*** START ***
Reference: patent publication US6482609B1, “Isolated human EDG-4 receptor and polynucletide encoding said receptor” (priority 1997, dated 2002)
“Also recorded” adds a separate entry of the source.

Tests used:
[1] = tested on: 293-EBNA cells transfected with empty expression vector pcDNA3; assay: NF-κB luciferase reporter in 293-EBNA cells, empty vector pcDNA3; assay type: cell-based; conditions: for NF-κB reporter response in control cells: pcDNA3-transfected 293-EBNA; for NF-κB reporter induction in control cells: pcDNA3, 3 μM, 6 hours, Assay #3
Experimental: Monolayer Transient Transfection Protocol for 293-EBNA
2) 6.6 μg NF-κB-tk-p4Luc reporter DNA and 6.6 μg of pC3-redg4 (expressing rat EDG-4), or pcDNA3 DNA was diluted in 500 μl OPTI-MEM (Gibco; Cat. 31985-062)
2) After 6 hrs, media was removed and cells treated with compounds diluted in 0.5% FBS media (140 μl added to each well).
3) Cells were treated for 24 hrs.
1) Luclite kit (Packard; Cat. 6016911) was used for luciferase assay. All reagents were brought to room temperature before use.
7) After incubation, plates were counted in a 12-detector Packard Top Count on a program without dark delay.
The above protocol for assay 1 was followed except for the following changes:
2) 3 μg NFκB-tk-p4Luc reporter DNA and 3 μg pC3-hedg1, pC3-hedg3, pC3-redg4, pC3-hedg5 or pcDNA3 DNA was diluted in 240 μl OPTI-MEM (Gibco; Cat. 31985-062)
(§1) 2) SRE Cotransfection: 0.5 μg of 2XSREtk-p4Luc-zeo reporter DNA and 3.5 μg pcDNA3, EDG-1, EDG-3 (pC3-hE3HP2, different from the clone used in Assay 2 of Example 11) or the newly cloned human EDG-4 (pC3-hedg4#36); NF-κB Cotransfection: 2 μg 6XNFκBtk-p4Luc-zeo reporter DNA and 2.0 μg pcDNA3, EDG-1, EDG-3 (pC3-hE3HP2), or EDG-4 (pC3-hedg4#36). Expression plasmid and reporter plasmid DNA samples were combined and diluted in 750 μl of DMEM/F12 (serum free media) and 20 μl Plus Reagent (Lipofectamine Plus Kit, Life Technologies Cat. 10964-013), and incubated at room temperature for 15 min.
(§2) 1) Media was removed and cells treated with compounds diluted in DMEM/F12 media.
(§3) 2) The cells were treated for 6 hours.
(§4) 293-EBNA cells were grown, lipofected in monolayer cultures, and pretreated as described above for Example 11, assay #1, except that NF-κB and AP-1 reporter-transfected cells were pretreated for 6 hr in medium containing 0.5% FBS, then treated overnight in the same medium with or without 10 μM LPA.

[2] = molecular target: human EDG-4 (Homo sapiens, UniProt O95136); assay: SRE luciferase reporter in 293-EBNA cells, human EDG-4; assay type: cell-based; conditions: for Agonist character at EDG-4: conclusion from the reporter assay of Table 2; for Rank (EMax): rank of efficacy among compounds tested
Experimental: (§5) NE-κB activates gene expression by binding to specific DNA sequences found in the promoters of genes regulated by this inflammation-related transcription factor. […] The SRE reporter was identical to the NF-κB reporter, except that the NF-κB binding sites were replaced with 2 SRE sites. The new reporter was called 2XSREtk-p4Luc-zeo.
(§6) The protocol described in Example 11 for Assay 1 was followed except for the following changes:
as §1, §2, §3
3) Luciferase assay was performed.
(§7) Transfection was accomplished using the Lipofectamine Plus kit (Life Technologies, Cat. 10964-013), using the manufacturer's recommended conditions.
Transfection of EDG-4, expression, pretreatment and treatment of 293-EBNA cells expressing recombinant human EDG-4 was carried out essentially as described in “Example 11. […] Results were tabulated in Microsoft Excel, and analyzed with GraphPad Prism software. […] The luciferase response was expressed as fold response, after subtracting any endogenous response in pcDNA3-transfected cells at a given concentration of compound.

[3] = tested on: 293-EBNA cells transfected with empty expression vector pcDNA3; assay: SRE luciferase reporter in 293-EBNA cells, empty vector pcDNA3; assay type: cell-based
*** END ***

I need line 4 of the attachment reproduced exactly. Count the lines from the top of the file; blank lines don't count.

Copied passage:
[1] = tested on: 293-EBNA cells transfected with empty expression vector pcDNA3; assay: NF-κB luciferase reporter in 293-EBNA cells, empty vector pcDNA3; assay type: cell-based; conditions: for NF-κB reporter response in control cells: pcDNA3-transfected 293-EBNA; for NF-κB reporter induction in control cells: pcDNA3, 3 μM, 6 hours, Assay #3